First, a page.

File Your Divorce Now
In Alberta, the one filing divorce is called the petitioner, and the defending party is called the respondent. Either spouse can file divorce or both can file together as what is called “co-petitioners.” An uncontested divorce in Alberta is called an affidavit divorce, this just means that both spouses agree on the terms of the divorce.
When filing a DIY divorce, either online by fax or in person in Alberta, you should file in whatever city or municipality the petitioners live--if they are different, you may be able to choose. If there are children of the union, filing at the location they live is required in many cases.
One requirement for any divorce in Alberta is the marriage certificate needs to be presented. If neither party has this document, it is can be obtained from the Vital Statistics Agency. You do not need to wait for the document before beginning the filing process with BuyDivorcePapers.com.
Passed in 1986, the Divorce Act of Canada is an act that set out the grounds for divorce throughout the country. It lays out both at-fault and no-fault reasons for divorce and provides a basis for spousal and child support as well as child custody. It is important to remember that debt and property distribution is covered under the laws of each province or territory, however
BuyDivorcePapers.com provides all documents needed to file divorce papers under the Divorce Act. We also offer the separation agreement which also covers the property and debt issues of a divorce. To process this portion of the divorce, you and your spouse will need to have reached a full agreement on all property and debt issues. If you cannot reach this agreement, you will need to contact an attorney and proceed in that manner.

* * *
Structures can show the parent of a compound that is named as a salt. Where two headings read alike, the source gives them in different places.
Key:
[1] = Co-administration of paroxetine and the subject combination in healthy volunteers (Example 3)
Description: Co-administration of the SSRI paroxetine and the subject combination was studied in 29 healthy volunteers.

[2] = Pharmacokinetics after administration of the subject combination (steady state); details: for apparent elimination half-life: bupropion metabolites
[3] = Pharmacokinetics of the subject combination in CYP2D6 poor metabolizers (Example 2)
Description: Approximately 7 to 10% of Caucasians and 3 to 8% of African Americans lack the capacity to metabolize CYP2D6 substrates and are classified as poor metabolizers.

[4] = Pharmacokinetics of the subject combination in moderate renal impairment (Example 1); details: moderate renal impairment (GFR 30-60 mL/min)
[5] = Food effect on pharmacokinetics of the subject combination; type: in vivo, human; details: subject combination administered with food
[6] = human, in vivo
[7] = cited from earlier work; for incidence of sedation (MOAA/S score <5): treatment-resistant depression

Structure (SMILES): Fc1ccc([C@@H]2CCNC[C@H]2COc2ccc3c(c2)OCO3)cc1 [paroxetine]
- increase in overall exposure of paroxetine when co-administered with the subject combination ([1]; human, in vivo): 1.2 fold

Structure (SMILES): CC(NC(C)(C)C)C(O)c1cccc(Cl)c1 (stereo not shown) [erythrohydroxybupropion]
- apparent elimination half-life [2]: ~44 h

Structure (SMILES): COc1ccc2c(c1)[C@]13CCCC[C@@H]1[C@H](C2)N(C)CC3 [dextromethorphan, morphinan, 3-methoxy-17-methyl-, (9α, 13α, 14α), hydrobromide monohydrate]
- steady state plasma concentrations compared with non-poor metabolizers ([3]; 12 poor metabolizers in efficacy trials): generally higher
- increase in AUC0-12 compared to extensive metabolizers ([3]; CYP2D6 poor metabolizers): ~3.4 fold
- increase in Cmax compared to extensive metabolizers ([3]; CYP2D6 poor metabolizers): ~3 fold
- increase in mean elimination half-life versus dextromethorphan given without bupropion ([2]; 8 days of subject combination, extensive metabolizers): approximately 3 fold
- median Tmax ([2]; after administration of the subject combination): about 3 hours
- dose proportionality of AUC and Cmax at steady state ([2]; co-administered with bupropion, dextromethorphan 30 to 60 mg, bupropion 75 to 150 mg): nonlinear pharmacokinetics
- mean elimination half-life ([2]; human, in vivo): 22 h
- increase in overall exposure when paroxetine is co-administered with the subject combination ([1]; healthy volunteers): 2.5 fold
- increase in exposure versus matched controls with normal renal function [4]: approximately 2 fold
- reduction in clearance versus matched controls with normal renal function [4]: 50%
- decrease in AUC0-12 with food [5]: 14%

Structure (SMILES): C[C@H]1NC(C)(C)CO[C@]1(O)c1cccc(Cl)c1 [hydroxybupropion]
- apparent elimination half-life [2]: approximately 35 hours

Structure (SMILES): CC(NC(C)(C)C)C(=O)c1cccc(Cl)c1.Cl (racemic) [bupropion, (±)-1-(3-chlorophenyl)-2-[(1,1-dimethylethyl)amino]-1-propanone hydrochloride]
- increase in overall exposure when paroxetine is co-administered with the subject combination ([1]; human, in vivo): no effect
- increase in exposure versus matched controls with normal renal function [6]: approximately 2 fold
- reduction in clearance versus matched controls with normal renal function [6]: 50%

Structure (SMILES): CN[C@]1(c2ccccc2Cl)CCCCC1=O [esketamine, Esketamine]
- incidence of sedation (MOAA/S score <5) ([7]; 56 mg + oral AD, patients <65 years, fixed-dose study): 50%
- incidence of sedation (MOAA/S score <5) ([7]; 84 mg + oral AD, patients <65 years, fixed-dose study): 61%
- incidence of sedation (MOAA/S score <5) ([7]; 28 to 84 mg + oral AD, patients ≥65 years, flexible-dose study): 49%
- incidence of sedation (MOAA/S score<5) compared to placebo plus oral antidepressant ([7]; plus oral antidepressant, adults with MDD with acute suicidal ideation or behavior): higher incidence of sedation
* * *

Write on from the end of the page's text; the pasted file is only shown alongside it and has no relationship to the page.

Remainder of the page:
You can file your divorce forms in the province or territory where either spouse has lived during the prior year. If there are children are involved in the divorce, it will need to be filed where the children live.
There are three distinct grounds or reasons for divorce in Canada. They include:
The second and third grounds for divorce are only available to the petitioner, meaning that the one who committed the act cannot file for divorce. These other two grounds don’t have a waiting period, they but may be more difficult to establish. It may be impossible to utilize one of those grounds when filing a joint petition.
Because property and debt division are covered by territorial or provincial law, this will vary from case to case. It is generally understood that property obtained during a marriage is shared and there is some mechanism utilized to divide it fairly An agreement as to agreed upon distribution must be met for spouses to utilize BuyDivorceForms.com for online divorce.